# How do we know the direction of magnetic field that we assign to it?

In my class, I was taught about Biot Savart Law and how to calculate direction of magnetic field as a cross product of radial vector from current element and the length vector of current element.

But I am not able to understand why magnetic field have been assigned such a direction, how did Biot and Savart know that it is perpendicular to both the current element vector and the position vector of the point where field is to be determined?

We define the direction of electric field as the force acting on a positive test charge. Is there some definition like that with magnetic field too?

Do vector fields have an 'inbuilt' direction of their own or its just by convention?

If vector fields really have some inbuilt direction, how did Biot and Savart determined that of magnetic field?

• Just remember that experiments lead to development of a hypothesis, and then a theory. Biot-Savart's Law can be derived from Maxwell's equations in electromagnetism, but the Law wasn't a result of mathematics, but the deductions of experiments performed by them. May 1 '20 at 16:40
• Would this be better on HSM? May 1 '20 at 17:05
• – rob
May 1 '20 at 17:23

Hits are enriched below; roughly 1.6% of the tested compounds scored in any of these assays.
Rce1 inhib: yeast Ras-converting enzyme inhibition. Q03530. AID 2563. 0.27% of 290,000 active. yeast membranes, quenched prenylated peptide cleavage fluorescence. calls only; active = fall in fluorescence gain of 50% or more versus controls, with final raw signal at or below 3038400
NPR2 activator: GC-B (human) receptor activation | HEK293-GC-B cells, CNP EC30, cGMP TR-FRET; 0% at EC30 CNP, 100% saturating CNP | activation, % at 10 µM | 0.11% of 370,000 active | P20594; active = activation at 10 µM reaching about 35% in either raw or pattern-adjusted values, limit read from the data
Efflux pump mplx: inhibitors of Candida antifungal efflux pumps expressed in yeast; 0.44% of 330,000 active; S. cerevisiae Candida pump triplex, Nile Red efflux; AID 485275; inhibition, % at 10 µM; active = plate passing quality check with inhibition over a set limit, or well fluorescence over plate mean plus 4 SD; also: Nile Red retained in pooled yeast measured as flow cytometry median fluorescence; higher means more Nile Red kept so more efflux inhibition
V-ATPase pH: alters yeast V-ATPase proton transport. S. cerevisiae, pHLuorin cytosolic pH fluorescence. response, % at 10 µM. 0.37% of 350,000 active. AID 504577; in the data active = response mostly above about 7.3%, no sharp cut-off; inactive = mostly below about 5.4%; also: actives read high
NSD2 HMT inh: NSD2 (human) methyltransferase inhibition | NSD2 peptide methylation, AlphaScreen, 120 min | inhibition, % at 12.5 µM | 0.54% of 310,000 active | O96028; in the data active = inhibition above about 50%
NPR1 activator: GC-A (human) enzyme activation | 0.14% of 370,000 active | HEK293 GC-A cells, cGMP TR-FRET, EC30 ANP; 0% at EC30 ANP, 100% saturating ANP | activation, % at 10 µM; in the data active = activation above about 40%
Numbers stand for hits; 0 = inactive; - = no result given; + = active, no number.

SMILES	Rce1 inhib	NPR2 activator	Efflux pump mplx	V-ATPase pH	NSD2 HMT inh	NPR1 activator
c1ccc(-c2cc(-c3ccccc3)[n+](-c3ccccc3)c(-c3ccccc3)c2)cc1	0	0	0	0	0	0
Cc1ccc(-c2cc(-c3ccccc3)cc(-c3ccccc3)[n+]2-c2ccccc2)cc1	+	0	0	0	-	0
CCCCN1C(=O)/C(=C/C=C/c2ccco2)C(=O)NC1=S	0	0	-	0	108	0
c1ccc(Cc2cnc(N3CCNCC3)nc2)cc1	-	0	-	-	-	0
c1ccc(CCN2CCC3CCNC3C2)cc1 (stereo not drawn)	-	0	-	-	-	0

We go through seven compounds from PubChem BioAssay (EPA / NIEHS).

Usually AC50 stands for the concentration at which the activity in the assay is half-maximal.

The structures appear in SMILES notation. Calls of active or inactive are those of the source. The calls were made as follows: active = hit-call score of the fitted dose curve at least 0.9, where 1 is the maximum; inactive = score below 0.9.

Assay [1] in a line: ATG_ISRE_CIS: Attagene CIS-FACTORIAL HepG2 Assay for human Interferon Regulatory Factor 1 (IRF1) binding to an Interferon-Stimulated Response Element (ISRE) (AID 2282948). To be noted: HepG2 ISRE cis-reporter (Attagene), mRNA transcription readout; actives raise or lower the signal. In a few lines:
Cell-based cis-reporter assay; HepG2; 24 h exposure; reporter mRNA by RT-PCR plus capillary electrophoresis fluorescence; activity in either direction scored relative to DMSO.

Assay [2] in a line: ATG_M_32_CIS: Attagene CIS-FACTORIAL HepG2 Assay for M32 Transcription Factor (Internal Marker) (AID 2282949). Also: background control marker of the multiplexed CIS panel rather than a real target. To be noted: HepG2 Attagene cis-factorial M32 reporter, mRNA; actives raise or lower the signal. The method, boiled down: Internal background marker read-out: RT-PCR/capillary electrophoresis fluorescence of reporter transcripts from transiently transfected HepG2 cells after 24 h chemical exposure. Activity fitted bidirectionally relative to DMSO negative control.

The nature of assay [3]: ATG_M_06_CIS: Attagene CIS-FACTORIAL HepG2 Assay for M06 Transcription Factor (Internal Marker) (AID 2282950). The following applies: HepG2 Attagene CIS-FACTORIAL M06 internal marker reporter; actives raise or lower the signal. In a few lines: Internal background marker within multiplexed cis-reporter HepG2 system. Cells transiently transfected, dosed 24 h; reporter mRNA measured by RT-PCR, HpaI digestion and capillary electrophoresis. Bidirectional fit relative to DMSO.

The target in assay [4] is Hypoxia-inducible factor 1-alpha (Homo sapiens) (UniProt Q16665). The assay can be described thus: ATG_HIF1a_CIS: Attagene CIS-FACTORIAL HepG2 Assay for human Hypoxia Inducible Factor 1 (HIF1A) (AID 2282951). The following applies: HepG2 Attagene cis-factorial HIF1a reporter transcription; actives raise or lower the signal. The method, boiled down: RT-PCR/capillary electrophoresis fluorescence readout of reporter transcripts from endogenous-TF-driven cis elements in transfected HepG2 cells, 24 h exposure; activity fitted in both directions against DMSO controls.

The original notion of the "direction" of the magentic field came from suspending a compass needle near the wire. The direction that the compass pointed was, by definition, the direction of the magnetic field. Later it was discovered that the force on a moving charge of magnitude $$q$$ was $${\bf F}= q({\bf E}+{\bf v}\times {\bf B})$$, and this is today's definition of the direction of $${\bf B}$$ --- but this Lorentz force was discovered much later (1895) than Biot and Savart, who wrote in 1820.

• So vector fields do not have any sort of direction of their own?
– user240345
May 1 '20 at 17:01
• The field concept is just a mathematical tool for calculations, so its sign is convention but you have to be aware of it when you calculate the force the field is defined to describe, since the force has a measurable direction. May 1 '20 at 17:11

I’m not sure if this helps you with the history with Biot and Savart...

One fact that might help you is the magnetic field isn’t an ordinary vector field... it’s an axial vector field or a psuedovector field. You can’t take the sum of the electric field and a magnetic field.... note that the velocity is an ordinary vector but the cross product of a vector with a psuedovector gives a vector.

Rather than axial vectors or psuedovector, it might be helpful to think of bivectors (for now, oriented parallelograms.... which underlie the cross product). Focus on the parallelogram formed by $$d\vec l$$ and $$\hat r$$.